The title of this post may confuse you and you may be asking, 'What has changed with stretching?' (To bypass my ramblings, scroll to the bullet points at the bottom).
That is a GREAT question! It seems that about every year or two, we change our opinion on stretching. Should we do it? Should we not do it? When? Where? How? After a while it all gets very confusing and we fall back on the ol', 'Well, if that works for you, then keep doing it' mentality.
Personally, and it comes as no surprise to those who know or have worked with me, that i'm a big proponent for foam rolling. I find it simple, effective, and a little safer when we are working with tendon and myotendinous injuries. But today, we are going to discuss some good, old fashioned stretching....and yes, there is still new research coming out about stretching.
Let's backtrack a little here and explain. Research has gone back and forth on whether stretching is beneficial to health, sports performance, avoiding injury...and just life in general. Over the last decade, we have found out that stretching (the static type you did in gym class) decreases immediate athletic performance, is not the best way to prevent injury, and does not lengthen, or change the structural makeup of our muscles. (Thanks research!)
However, if your goal is to become more flexible...or you NEED to be more flexible, this new article from the International Journal of Sports Medicine has you covered. In this article, they not only point out what is the best way to achieve long-term flexibility, but how long and how often you should do it!
While I have shared my ‘distaste’ for static stretching with many (especially for injury prevention/relief of posterior chain muscles...a later post), I have generally based that opinion on experience and what we know about its lack of injury prevention and the decrease in performance it causes if performed directly before an event. I still hold firmly my love of foam rolling and a more dynamic warm-up before any athletic event, but adding in some additional stretching, if flexibility is your need, may just be that extra bump to help you reach your goals.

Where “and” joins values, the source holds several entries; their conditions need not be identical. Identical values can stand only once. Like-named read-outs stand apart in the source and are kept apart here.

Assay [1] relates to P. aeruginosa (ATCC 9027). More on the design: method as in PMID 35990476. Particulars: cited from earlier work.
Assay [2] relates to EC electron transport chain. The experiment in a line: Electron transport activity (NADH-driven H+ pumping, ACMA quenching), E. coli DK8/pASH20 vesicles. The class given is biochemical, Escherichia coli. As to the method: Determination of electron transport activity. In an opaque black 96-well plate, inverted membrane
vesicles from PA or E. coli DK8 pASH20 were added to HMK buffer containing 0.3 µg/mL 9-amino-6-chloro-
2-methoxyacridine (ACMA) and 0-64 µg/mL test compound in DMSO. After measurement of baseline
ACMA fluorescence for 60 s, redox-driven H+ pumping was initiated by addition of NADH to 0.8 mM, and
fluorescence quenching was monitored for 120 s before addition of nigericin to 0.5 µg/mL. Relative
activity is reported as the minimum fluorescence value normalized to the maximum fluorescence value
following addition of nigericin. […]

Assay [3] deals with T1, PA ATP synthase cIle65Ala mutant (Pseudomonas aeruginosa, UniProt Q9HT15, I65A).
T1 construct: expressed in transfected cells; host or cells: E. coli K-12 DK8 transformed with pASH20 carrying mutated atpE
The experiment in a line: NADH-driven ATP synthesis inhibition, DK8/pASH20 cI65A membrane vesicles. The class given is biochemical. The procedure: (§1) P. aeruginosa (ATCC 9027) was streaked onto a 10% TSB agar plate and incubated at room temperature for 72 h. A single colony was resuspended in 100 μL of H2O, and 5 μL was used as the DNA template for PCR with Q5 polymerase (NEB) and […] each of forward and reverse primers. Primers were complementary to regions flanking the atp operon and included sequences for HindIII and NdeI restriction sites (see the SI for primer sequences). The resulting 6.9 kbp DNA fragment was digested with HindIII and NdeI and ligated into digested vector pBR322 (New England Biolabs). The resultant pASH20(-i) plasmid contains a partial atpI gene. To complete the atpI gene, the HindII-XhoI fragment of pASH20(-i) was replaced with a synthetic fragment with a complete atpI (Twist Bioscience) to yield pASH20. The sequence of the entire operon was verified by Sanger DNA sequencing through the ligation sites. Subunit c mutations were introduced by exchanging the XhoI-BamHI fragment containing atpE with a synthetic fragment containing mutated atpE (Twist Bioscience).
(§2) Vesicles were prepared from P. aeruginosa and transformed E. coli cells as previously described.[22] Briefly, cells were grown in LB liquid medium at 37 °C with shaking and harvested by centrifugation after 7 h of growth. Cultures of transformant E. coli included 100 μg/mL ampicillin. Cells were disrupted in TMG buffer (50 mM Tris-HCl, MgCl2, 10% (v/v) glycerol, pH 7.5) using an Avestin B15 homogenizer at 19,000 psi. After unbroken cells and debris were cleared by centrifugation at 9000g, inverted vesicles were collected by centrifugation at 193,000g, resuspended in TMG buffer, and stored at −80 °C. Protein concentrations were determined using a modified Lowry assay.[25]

So what does the article say?
Before we get to that, what if flexibility is not your issue? Often, we will work with patients who state they are ‘tight’, but they have a range of motion that is off the charts. I wish I had a megaphone for this….Stretching will not fix these issues, this is a stability problem. If this is you, get a proper work up and some clinical direction on improving your condition, it will most likely involve more strength and stability exercise.
Now, back to the article. Here is what they have to say.
For best results in long-term flexibility:
Static stretching > Dynamic Stretching
Stretches should be held for 30-60 seconds, holding for 1-2 minutes showed no additional value.
Consistency is Key - 5 days per week for 4 weeks showed the best results.
Weekly total time 5-10 min. More than 10 min provided no additional benefit and less than 5 min provided little benefit at all.
There is a lot of good here. Many of us feel pressed for time, don’t know what to do or how to do it, and could come up with another dozen excuses! Take 2 minutes before bed, Monday through Friday, and give your problem area a little extra attention.
Dr. Reheisse is a Board Certified Chiropractic Sports Physician practicing in Cottonwood Heights Utah. Revive Sport & Spine provides evidence-supported chiropractic care and conservative sports injury management.